Statement on the 2022 State of the State
Áine Duggan, President and CEO of The Partnership for the Homeless, issued the following statement about plans to address homelessness in the 2022 State of the State.
“We are encouraged by, and applaud, the Governor’s announcement of a new approach to solve homelessness, which echoes our calls for greater investments in the creation and preservation of affordable and supportive housing, legal assistance, mental health and other public assistance measures that address the root causes of homelessness. We are particularly heartened by the Governor’s acknowledgment that all New Yorkers are deserving of affordable homes and that funding mental health initiatives is key to addressing and solving street homelessness.
This preventative approach is key to stabilizing families, primarily women and children of color, who bear the brunt of homelessness and have endured immeasurable pain during the pandemic.
We are concerned that the State of the State report indicates New York’s eviction moratorium will expire next week. As The Partnership has consistently warned, and Governor Hochul stresses, allowing the moratorium to end now will cause a ‘significant spike in evictions across New York.’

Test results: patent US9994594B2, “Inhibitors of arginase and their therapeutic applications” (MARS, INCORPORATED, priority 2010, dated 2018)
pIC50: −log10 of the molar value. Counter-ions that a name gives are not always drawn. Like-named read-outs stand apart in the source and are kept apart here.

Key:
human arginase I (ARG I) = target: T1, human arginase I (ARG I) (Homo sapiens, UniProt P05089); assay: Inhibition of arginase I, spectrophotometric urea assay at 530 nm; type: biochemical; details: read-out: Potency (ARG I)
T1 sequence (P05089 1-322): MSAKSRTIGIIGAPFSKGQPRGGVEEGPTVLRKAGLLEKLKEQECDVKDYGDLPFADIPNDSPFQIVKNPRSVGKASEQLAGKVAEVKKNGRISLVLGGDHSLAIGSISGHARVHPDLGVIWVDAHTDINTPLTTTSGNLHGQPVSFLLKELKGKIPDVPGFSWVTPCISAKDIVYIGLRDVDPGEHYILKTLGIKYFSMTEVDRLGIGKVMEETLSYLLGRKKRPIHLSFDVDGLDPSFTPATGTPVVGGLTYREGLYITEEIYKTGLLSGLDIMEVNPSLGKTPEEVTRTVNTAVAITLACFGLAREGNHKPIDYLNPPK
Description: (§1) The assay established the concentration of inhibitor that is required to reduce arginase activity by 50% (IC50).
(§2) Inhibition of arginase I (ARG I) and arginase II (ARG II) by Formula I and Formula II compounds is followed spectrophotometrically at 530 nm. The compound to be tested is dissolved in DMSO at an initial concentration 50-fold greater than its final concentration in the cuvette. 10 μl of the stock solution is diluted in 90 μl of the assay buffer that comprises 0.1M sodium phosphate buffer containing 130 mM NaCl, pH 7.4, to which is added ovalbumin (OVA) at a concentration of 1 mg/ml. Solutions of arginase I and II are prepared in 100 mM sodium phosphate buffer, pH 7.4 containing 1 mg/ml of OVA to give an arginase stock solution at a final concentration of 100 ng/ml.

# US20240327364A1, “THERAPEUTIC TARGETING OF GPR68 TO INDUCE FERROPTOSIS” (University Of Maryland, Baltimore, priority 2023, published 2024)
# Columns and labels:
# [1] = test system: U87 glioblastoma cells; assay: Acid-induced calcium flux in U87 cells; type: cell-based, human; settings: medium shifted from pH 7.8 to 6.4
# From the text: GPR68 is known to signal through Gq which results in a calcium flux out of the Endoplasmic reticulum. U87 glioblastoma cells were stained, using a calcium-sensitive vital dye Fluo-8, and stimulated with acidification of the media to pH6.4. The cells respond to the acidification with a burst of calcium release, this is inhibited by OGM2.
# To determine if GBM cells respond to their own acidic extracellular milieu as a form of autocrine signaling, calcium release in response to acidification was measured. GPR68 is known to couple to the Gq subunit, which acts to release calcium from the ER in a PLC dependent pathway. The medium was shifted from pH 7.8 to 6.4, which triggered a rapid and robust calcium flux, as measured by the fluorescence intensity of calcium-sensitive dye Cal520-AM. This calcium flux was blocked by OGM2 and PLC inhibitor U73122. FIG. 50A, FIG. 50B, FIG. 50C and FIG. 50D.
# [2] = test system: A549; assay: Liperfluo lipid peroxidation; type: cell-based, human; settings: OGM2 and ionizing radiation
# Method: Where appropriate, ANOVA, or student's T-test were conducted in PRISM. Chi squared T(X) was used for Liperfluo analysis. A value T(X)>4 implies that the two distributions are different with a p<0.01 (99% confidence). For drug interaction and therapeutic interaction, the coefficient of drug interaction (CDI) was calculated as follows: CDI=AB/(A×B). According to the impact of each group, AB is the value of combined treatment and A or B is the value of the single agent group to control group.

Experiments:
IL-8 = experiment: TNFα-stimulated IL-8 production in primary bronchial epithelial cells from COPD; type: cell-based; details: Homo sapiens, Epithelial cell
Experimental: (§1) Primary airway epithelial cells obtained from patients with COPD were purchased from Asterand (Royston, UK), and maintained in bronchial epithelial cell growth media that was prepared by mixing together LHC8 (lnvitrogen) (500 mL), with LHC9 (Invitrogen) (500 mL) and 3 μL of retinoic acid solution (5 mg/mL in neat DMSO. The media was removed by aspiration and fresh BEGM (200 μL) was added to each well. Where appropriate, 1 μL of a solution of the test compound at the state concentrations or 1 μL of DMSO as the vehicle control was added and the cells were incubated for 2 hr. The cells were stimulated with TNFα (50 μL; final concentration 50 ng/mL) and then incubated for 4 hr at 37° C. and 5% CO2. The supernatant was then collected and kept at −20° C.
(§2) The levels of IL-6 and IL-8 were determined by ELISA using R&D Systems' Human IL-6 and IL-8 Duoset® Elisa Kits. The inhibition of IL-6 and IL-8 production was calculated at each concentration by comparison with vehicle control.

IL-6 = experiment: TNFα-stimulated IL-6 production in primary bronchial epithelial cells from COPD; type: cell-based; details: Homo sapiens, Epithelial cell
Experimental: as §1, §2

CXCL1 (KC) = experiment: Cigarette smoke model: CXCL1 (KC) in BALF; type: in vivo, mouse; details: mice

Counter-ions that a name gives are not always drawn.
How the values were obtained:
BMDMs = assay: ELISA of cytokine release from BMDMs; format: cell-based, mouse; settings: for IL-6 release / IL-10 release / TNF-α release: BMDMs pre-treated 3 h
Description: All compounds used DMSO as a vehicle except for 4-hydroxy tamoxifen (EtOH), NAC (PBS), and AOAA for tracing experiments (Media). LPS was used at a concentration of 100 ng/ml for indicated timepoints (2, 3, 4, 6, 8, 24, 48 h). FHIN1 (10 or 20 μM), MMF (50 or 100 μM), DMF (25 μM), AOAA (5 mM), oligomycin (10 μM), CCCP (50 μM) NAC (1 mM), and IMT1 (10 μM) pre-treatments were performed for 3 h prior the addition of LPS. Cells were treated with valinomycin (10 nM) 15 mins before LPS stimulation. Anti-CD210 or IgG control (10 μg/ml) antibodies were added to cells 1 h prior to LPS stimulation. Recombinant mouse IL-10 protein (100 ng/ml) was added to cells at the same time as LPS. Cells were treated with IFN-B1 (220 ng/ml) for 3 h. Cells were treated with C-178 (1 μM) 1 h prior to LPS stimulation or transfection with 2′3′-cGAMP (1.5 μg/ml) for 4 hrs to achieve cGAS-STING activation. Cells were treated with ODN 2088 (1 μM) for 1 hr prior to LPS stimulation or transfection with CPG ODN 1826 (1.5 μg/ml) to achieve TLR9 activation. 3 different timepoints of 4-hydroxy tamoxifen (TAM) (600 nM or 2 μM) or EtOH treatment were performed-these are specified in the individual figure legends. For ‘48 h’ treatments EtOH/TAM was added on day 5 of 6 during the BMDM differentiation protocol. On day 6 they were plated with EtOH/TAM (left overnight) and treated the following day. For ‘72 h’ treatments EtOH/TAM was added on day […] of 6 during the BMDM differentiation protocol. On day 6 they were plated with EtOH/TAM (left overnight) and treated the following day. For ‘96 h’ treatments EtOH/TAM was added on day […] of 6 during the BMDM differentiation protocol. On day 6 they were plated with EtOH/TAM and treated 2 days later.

Ending the moratorium does not equate with ending the need for the moratorium. The federally funded NYS Emergency Rental Assistance Program has been exhausted leaving almost two-thirds of all applicants without assistance; by the end of 2021, the State had made 100,000 rental assistance payments, but had received more than 290,000 applications for assistance.
Hundreds of thousands of New Yorkers in rent arrears are set to lose their homes if the moratorium ends without adequate rental assistance being made available, hurting tenants, property owners (who will be forced into costly housing court proceedings on top of shouldering unpaid rent bills) and State and City government (who will pick up the tab for the cost of shelter provision which is at least three times the cost of providing rental assistance). The Governor’s plan can only succeed if it prevents more people from losing their homes while simultaneously assisting those currently experiencing homelessness to become stably housed. To this end, extending the moratorium, securing new federal funding for rental assistance and working with community organizations, tenants and property owners to efficiently disseminate rental assistance funds is an important foundation upon which to build the State’s new housing plan.”